Flying Tigers
revised and updated


Lady Lex Flying Tiger face Ah, the fun you can have with a billion dollars! In his twenties, Paul Allen founded and effectively retired from a little firm called Microsoft, in partnership with a Harvard dropout named Bill Gates. Paul walked away with a reputed hundred million shares, giving him the wherewithal to buy, among other things, the Seattle Seahawks, a fleet of vintage warbirds including a Curtiss P-40C in Flying Tigers warpaint, and a research submarine which last month located the USS Lexington (CV-2) at the bottom of the Coral Sea, where she was sunk by Japanese air strikes in May 1942. (Well, she was sunk by American torpedoes after her crew were evacuated.) Mr Allen's RV Petrel located her, 430 nautical miles off the Australian coast and nearly two miles below the surface. Nearby were seven Douglas Devastator torpedo planes, three Douglas Dauntless dive bombers, and this lone Grumman Wildcat fighter in remarkably good condition after seventy-six years. I am especially touched by the "Felix the Cat" emblem of VF-3, looking as though it were painted yesterday. (The bomb-throwing Felix has since been inherited by VFA-31.)

It's been a long time since I enjoyed a project so much! The ebook of Cowboy: The Interpreter Who Became a Soldier, a Warlord, and One More Casualty of Our War in Vietnam will be released on May 1, and the print edition should be along at about the same time. I met Cowboy (born Y Kdruin Mlo, grew up as Philippe Drouin, and changed his first name to "Philip" when the Americans came along) in June 1964. I used him as a character in Incident at Muc Wa, a role reprised by Evan Kim in the movie version, Go Tell the Spartans. More recently I began to wonder where Cowboy had come from and what had become of him. It turned out to be a fascinating story, and one that in many ways could stand as a parable of what we call the Vietnam War but Vietnamese know as "the American War." The book is a small one but is, I think, a great read: check it out at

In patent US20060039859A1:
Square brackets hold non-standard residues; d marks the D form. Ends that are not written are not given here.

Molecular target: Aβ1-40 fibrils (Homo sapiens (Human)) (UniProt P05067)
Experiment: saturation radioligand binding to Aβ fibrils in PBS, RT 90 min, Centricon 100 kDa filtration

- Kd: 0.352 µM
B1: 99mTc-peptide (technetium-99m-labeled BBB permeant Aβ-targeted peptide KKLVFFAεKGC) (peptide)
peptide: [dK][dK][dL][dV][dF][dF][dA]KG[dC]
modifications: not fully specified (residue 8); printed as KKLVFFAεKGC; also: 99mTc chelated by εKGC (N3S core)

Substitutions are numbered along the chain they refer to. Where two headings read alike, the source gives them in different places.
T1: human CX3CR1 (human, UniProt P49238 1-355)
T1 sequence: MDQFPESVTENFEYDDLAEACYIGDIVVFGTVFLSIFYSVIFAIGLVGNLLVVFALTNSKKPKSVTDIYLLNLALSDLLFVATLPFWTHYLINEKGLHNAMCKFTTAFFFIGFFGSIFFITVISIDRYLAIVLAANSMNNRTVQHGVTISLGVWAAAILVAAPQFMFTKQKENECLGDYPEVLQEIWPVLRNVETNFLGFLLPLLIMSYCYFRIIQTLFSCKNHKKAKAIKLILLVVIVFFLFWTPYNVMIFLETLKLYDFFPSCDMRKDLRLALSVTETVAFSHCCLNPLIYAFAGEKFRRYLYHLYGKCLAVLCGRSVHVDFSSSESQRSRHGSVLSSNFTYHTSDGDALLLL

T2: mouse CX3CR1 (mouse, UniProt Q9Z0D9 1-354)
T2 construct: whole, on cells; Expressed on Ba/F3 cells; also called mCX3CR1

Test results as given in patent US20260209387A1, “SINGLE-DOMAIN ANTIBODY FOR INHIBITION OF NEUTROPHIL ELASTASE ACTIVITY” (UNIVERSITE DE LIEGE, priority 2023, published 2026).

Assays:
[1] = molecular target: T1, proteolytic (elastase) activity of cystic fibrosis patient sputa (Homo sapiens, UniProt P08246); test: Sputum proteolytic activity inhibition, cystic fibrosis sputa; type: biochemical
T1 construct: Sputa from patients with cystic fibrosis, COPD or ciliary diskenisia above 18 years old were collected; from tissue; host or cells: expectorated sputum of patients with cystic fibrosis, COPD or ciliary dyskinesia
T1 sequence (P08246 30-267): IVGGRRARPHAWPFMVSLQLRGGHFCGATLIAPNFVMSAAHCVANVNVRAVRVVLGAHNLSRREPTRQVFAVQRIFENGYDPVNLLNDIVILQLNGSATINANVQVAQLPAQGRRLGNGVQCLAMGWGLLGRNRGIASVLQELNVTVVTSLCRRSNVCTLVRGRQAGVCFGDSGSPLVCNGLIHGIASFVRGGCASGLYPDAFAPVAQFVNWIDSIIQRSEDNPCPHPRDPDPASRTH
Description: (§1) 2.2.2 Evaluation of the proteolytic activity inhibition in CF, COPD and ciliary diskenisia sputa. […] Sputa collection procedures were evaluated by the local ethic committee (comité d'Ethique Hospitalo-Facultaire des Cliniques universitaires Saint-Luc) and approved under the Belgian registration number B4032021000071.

Also featured this month are Anthony Fokker: The Flying Dutchman Who Shaped American Aviation, which ought to get a prize for the most deceptive subtitle of 2018; and Darkest Hour, a great flick that the better class of film critic seems to dislike for all the wrong reasons. For my take on them, visit the Warbird's Book Club. Blue skies! — Daniel Ford

Welcome to the forum!

Here are a thousand or so files on airplanes, pilots, and the wars of the past hundred years, grouped under these headings:

Annals of the Flying Tigers
Annals of the Brewster Buffalo
Annals of Poland: war and exile, 1939-1948
Japan at War, 1931-1945
Annals of the Chinese Air Force
Glen Edwards and the Flying Wing
Remembering Bluie West One
The Spadguys Speak (carrying a nuke to Sevastopol)
Annals of Vietnam
War in the Modern World

Plus these excellent places to look for more: